- Associated Press - Friday, May 6, 2016

HELENA, Mont. (AP) - A Montana legislator should be fined about $145,000 and be removed from office for committing the most serious violation of campaign laws in state history, an attorney for the state said in a court filing Friday.

A judge also should bar Republican Rep. Art Wittich of Bozeman from running for office again until the fine is paid and his campaign finance reports are corrected, Special Attorney Gene Jarussi said in the documents.

A jury in April found that Wittich took $19,599 in illegal and unreported in-kind contributions from an anti-union organization during his 2010 campaign for state Senate. District Judge Ray Dayton now must impose penalties, and he has set a June 17 hearing to decide the matter.

Jarussi, who is representing Commissioner of Political Practices Jonathan Motl, urged Dayton to throw the book at Wittich because the seriousness of case and because of Wittich’s refusal to accept responsibility.

“In short, this is the most serious violation of Montana’s campaign laws ever,” Jarussi wrote.

Quentin Rhoades, a Missoula attorney who represents Wittich, said he will argue that Wittich’s actions are protected by the First Amendment. The U.S. Constitution’s authority is superior to Montana laws, regardless of whether Motl believes the campaign violations are the most egregious in the state’s history, Rhoades said.

“Whether or not it is, we think it’s consistent with the U.S. Constitution,” he told The Associated Press.

Wittich should be fined no more than $19,599 - the amount the jury found he illegally took - and be allowed to remain in office and on the 2016 ballot, another Wittich attorney, Lucinda Luetkemeyer, said in his own court filing submitted Friday.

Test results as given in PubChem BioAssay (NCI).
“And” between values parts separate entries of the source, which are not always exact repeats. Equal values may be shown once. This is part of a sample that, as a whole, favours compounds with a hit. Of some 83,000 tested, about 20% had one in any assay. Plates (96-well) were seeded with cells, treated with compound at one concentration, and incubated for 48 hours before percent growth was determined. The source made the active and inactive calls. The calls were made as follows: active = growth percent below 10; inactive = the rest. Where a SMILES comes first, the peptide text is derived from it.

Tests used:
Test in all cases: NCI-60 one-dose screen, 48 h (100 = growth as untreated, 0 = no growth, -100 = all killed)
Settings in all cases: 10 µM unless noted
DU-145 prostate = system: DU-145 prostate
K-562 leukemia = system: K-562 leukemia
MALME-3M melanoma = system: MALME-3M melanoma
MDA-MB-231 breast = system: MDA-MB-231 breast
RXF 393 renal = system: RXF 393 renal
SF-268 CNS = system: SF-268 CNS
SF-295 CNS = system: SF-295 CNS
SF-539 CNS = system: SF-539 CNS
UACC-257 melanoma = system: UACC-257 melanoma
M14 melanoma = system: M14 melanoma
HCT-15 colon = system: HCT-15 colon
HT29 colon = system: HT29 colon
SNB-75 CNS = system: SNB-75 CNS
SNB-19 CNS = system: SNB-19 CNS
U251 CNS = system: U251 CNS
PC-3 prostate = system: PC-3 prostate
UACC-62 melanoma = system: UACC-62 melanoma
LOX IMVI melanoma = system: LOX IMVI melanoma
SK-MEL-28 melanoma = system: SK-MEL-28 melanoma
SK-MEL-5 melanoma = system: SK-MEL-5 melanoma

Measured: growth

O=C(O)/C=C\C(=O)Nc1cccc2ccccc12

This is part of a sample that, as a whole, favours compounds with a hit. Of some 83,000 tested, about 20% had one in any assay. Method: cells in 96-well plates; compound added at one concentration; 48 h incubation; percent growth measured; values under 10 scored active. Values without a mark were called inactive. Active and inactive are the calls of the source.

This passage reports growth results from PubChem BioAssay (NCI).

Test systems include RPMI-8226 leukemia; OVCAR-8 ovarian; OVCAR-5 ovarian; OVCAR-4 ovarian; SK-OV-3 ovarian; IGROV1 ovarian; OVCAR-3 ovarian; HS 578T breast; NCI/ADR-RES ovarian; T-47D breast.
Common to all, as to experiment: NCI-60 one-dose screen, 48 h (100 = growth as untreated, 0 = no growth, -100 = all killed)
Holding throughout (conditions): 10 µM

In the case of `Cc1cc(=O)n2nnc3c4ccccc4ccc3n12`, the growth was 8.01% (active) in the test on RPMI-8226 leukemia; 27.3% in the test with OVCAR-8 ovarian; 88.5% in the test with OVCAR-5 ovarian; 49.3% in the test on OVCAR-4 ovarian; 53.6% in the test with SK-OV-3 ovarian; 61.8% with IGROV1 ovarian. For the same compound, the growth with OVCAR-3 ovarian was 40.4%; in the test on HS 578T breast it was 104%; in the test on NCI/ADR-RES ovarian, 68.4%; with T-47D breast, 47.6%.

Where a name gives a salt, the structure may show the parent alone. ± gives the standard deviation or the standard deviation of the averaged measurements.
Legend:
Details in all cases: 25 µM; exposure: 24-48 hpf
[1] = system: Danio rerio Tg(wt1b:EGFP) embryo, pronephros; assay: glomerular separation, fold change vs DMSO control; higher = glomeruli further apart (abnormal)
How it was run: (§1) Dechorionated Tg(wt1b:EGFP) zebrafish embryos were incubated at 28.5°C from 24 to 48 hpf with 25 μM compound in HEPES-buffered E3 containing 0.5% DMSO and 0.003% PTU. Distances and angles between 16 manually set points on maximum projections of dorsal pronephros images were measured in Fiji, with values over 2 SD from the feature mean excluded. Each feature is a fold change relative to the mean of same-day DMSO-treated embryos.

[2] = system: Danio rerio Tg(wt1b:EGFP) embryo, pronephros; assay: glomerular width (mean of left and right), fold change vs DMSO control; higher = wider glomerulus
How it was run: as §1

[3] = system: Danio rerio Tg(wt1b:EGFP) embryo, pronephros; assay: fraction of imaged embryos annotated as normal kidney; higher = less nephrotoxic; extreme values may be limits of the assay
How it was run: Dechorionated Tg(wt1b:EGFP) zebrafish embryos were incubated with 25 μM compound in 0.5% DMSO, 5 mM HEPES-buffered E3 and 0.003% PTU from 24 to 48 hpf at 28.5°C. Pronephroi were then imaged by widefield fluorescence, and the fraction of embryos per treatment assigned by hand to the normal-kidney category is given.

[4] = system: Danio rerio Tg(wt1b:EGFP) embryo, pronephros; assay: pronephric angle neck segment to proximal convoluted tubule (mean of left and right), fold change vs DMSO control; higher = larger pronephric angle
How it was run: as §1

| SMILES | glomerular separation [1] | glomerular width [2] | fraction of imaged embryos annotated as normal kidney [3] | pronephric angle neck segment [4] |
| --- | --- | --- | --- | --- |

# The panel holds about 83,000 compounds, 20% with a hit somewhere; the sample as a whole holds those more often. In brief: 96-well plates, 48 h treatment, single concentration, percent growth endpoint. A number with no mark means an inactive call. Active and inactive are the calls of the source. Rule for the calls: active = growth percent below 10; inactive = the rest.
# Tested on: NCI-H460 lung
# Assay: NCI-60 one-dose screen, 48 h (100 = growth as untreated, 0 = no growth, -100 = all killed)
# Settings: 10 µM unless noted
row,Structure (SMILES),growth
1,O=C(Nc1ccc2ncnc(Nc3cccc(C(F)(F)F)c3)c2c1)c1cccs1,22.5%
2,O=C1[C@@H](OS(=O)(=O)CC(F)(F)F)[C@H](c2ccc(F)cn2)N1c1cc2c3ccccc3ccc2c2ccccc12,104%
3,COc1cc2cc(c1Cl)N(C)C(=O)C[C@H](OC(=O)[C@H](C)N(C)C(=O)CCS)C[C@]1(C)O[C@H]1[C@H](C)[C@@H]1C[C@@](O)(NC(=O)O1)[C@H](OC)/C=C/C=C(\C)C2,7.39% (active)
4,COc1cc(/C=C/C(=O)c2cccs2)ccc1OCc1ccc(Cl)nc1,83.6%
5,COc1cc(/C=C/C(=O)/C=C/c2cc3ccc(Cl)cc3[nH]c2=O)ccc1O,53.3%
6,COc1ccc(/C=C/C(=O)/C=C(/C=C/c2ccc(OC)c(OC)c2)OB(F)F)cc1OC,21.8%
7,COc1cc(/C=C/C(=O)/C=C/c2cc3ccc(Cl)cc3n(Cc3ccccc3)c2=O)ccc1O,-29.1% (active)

Wittich no longer holds the office he was elected to in 2010, when the violations occurred, so the question of removing him from that office is moot, Luetkemeyer wrote.

Wittich served one term in the Senate seat he won in that 2010 election where he was found to have taken illegal contributions. In 2014, he was voted into the state House seat for which he is now seeking re-election against challenges from two Republican primary opponents.

Dayton’s decision will come after the June 7 primary elections.

Jurors in the civil trial found that Wittich took contributions from the National Right to Work Committee and affiliated organizations. Wittich strongly denied any illegal coordination and accused Motl of going after him because he is a conservative.

Candidates cannot receive contributions from corporations like Right to Work, and must fully report donations and spending under Montana law.

A Montana judge has not removed an elected official from office since 1940.

Motl also had been seeking a ruling from Dayton that what Wittich did amounted to corruption. But Jarussi’s recent court filing appears to back off that position somewhat, saying corruption will only be brought up if Wittich challenges the constitutionality of Montana’s campaign laws during this penalty phase.

Rhoades said in response that Motl’s pivot is a tacit acknowledgment the case against Wittich is not about corruption.

A ruling by Dayton that Wittich’s actions amount to corruption or the appearance of corruption would support Motl in defending Montana’s low campaign contribution limits against a pending challenge in a separate federal lawsuit.

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